Friday, December 15
Casting Crowns and for KING & COUNTRY will co-headline the PPG Paints Arena for A Glorious Christmas Tour. From student-worship band to arena act, independent albums to Billboard’s top-selling Christian music act since 2007, Casting Crowns have risen meteorically since forming in 1999 in Daytona Beach, Florida. Meanwhile the members, now based in Georgia, haven’t forgotten their roots. Every one still works “in ministry in their respective churches,” according to the band’s website. This includes frontman Mark Hall. “Oh My Soul,” from 2016’s The Very Next Thing, addresses his earlier cancer diagnosis. Casting Crowns broke with their self-titled 2003 album, which went platinum. They released an EP, It’s Finally Christmas, this year.
For KING & COUNTRY were in Pittsburgh last year when they co-headlined Winter Jam, an annual Christian music tour. The duo is Australian brothers Joel and Luke Smallbone. 2014’s Run Wild. Live Free. Love Strong, their sophomore album, addresses marriage, parenthood, and a life-threatening illness suffered by Luke. They also released a Christmas album this year, Christmas: Live in Phoenix. 7:30 p.m. 1001 5th Ave., Uptown. (CM)
Sunday, December 17
Singer/songwriter and guitarist Aimee Mann is in concert at the Carnegie Lecture Hall of Oakland. Mann, who co-founded and fronted the 1980s group ‘Til Tuesday, has had a successful solo career with songs that are melodic, smart, and humorous. “Pavlov’s Bell,” “That’s Just What You Are” and “Freeway” provide great examples of her songwriting. Mann is married to musician Michael Penn (brother of actors Sean and the late Chris Penn). Her latest album, Mental Illness, was released in March and features the songs “Goose Snow Cone” and “Patient Zero.” This September, Mann contributed a song “Everybody Bleeds” to Season 1, episode 2 of the Netflix series “Big Mouth.” Special guest is Ted Leo. 8 p.m. Sold out. 4400 Forbes Ave, Oakland. (RH)
Wednesday, December 20
Donnie Iris—a.k.a. King Cool, a distinguished member of the region’s rock royalty—will be at Jergel’s Rhythm Grille with longtime bandmate Mark Avsec for a most exceptional event: a book signing. Iris and his popular band of the 1980s are the subjects of a new biography, The Story of Donnie Iris and The Cruisers, by rock journalist D.X. Ferris. The book’s official release is slated for 2018 but advance copies are coming hot off the press to Jergel’s. Iris, born in New Castle and raised in Ellwood City, first broke onto the national scene with a group called the Jaggerz (named, of course, after those things that grow on jaggerbushes). Their 1970 hit “The Rapper” reached no. 2 on the Billboard Pop Singles chart. Later that decade, Iris and Avsec met through the Ohio-based band Wild Cherry, then teamed up to form The Cruisers. National-charting hits by The Cruisers in the ‘80s included singles “Ah Leah” and “Love Is Like a Rock” and albums Back on the Streets and King Cool. The band has re-united and/or re-formed at various times, with further releases including the 2006 album Ellwood City. The book signing—with Iris, Avsec, and author Ferris all present to chat and mingle—is 4:30 – 6:30 p.m., followed by an onstage interview led by comedian/radio personality Jim Krenn at 7 p.m. No cover charge. 285 Northgate Dr., Warrendale. (RH, MV)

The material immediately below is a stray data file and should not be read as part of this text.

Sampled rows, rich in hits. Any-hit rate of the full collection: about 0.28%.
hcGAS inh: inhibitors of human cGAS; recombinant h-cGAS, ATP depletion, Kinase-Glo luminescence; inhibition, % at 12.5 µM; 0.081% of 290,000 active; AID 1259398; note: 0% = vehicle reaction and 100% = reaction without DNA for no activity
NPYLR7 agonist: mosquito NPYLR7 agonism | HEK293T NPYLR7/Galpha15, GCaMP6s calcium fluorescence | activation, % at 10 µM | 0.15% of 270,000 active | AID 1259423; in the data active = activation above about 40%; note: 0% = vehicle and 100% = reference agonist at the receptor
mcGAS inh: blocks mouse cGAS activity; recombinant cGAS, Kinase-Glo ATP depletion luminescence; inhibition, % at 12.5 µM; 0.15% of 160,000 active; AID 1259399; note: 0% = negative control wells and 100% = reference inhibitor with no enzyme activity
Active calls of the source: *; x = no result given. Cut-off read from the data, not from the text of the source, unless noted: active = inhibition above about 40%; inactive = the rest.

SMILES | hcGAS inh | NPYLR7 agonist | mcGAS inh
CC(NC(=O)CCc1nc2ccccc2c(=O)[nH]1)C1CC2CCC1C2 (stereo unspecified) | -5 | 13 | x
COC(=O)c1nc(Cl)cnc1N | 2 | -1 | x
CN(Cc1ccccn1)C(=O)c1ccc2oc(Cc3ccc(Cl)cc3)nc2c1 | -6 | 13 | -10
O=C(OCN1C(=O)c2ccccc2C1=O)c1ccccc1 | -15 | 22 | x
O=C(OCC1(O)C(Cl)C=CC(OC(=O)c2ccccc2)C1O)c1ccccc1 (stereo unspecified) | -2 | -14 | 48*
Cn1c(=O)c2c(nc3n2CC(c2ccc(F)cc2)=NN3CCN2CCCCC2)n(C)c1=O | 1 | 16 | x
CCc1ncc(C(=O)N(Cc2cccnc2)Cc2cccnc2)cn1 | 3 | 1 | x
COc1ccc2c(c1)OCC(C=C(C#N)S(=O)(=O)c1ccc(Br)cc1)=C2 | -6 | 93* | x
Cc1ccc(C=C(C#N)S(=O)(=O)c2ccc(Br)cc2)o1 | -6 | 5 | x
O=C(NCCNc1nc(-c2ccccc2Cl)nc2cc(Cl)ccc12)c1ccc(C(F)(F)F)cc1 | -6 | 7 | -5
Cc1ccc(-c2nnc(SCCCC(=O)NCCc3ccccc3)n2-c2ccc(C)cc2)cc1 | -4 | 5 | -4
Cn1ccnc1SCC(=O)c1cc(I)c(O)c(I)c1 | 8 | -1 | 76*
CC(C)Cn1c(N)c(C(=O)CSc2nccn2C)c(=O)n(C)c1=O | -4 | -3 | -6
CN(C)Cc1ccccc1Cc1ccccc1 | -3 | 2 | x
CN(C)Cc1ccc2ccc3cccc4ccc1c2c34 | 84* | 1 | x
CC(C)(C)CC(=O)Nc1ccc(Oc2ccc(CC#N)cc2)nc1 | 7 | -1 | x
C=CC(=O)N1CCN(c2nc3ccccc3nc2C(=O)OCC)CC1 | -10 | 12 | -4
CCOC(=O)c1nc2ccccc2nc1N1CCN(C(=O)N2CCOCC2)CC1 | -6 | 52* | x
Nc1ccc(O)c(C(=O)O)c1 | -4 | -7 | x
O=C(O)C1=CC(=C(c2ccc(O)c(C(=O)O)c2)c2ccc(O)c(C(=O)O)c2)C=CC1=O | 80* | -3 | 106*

Pittsburgh Winery and the Pittsburgh Cultural Trust are teaming up for Home for the Holidays, a rock, blues, and soul entertainment extravaganza featuring local artists performing holiday classics and other top songs. Trio+ and The Steeltown Horns will accompany the Home for the Holidays performers, featuring (in alphabetical order): Margot Bingham (from Boardwalk Empire Band), Scott Blasey (from The Clarks), Clinton Clegg (from The Commonheart), Bill Deasy (from The Gathering Field), Kelsey Friday (from Brownie Mary), Kevin Garrett, Joy Ike, and Jimbo Jackson (from Jimbo and the Soupbones), and Phil MacDowell (from Buzz Poets) with Florraine Darlin, Billy Price, and Lyndsey Smith (from Soul Distribution). Tim Gaber, owner of Pittsburgh Winery and a member of The Buzz Poets, said, “This production is an amazing musical and emotional journey that gives the audience all the feels. Home for the Holidays showcases the incredible level of talent our city has given birth to, featuring vocalists, songwriters, and musicians doing unique renditions of holiday classics along with their own original hit songs.” Several guest radio personalities will emcee throughout the evening. At the event, nonperishable food (no glass jars or bottles) and household items will be collected for donation to the Greater Pittsburgh Community Food Bank. A VIP ticket is also available which includes a pre-show wine tasting by Pittsburgh Winery and a one-year Partners membership in the Pittsburgh Cultural Trust. 7:30 p.m. Benedum Center, 237 7th Ave., Cultural District. (RH)
Friday, December 22